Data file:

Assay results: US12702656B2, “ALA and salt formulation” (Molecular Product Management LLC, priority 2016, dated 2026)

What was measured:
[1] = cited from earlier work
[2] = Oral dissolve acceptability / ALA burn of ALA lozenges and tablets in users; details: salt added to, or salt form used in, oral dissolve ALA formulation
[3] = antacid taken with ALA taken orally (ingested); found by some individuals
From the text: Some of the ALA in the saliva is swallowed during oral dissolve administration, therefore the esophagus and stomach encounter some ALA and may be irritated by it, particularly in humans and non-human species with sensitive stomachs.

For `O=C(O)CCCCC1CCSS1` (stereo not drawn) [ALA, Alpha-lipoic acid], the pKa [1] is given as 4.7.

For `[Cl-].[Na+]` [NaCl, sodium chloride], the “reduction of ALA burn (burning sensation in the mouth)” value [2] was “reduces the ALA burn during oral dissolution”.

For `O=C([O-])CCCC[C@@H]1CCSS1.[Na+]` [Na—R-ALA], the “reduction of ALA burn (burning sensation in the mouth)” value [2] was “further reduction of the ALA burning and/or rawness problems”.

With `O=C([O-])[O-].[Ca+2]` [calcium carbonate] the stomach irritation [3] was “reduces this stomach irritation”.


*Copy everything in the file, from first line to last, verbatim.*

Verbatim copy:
Assay results: US12702656B2, “ALA and salt formulation” (Molecular Product Management LLC, priority 2016, dated 2026)

What was measured:
[1] = cited from earlier work
[2] = Oral dissolve acceptability / ALA burn of ALA lozenges and tablets in users; details: salt added to, or salt form used in, oral dissolve ALA formulation
[3] = antacid taken with ALA taken orally (ingested); found by some individuals
From the text: Some of the ALA in the saliva is swallowed during oral dissolve administration, therefore the esophagus and stomach encounter some ALA and may be irritated by it, particularly in humans and non-human species with sensitive stomachs.

For `O=C(O)CCCCC1CCSS1` (stereo not drawn) [ALA, Alpha-lipoic acid], the pKa [1] is given as 4.7.

For `[Cl-].[Na+]` [NaCl, sodium chloride], the “reduction of ALA burn (burning sensation in the mouth)” value [2] was “reduces the ALA burn during oral dissolution”.

For `O=C([O-])CCCC[C@@H]1CCSS1.[Na+]` [Na—R-ALA], the “reduction of ALA burn (burning sensation in the mouth)” value [2] was “further reduction of the ALA burning and/or rawness problems”.

With `O=C([O-])[O-].[Ca+2]` [calcium carbonate] the stomach irritation [3] was “reduces this stomach irritation”.